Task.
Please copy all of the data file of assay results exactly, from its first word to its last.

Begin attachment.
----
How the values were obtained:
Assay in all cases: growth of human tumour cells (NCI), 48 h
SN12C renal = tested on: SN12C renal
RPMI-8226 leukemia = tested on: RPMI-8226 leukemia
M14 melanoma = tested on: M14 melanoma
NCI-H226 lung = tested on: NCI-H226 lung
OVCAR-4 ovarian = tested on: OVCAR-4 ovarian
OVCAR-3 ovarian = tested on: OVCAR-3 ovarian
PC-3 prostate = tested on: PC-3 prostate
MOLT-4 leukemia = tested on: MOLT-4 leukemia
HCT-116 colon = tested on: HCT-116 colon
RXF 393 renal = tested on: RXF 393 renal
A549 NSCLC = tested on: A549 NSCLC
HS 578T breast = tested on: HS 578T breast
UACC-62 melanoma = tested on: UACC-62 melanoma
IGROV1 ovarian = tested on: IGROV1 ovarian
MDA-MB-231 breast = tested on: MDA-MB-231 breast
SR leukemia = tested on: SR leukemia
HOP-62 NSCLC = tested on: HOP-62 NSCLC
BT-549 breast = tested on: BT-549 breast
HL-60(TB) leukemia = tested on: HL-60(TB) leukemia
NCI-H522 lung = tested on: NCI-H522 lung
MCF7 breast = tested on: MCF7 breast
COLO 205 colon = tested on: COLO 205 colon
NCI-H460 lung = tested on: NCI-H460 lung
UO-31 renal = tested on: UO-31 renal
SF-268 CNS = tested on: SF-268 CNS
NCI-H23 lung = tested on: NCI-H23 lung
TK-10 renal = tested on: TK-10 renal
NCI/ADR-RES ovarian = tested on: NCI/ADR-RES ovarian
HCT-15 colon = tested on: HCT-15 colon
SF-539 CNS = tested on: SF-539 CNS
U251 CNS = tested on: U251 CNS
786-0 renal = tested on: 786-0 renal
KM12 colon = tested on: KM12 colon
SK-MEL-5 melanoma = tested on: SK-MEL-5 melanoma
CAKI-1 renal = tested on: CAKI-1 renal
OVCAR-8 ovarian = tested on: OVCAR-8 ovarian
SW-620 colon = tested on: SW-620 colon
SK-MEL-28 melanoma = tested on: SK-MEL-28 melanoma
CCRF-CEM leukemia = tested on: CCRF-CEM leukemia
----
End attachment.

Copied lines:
How the values were obtained:
Assay in all cases: growth of human tumour cells (NCI), 48 h
SN12C renal = tested on: SN12C renal
RPMI-8226 leukemia = tested on: RPMI-8226 leukemia
M14 melanoma = tested on: M14 melanoma
NCI-H226 lung = tested on: NCI-H226 lung
OVCAR-4 ovarian = tested on: OVCAR-4 ovarian
OVCAR-3 ovarian = tested on: OVCAR-3 ovarian
PC-3 prostate = tested on: PC-3 prostate
MOLT-4 leukemia = tested on: MOLT-4 leukemia
HCT-116 colon = tested on: HCT-116 colon
RXF 393 renal = tested on: RXF 393 renal
A549 NSCLC = tested on: A549 NSCLC
HS 578T breast = tested on: HS 578T breast
UACC-62 melanoma = tested on: UACC-62 melanoma
IGROV1 ovarian = tested on: IGROV1 ovarian
MDA-MB-231 breast = tested on: MDA-MB-231 breast
SR leukemia = tested on: SR leukemia
HOP-62 NSCLC = tested on: HOP-62 NSCLC
BT-549 breast = tested on: BT-549 breast
HL-60(TB) leukemia = tested on: HL-60(TB) leukemia
NCI-H522 lung = tested on: NCI-H522 lung
MCF7 breast = tested on: MCF7 breast
COLO 205 colon = tested on: COLO 205 colon
NCI-H460 lung = tested on: NCI-H460 lung
UO-31 renal = tested on: UO-31 renal
SF-268 CNS = tested on: SF-268 CNS
NCI-H23 lung = tested on: NCI-H23 lung
TK-10 renal = tested on: TK-10 renal
NCI/ADR-RES ovarian = tested on: NCI/ADR-RES ovarian
HCT-15 colon = tested on: HCT-15 colon
SF-539 CNS = tested on: SF-539 CNS
U251 CNS = tested on: U251 CNS
786-0 renal = tested on: 786-0 renal
KM12 colon = tested on: KM12 colon
SK-MEL-5 melanoma = tested on: SK-MEL-5 melanoma
CAKI-1 renal = tested on: CAKI-1 renal
OVCAR-8 ovarian = tested on: OVCAR-8 ovarian
SW-620 colon = tested on: SW-620 colon
SK-MEL-28 melanoma = tested on: SK-MEL-28 melanoma
CCRF-CEM leukemia = tested on: CCRF-CEM leukemia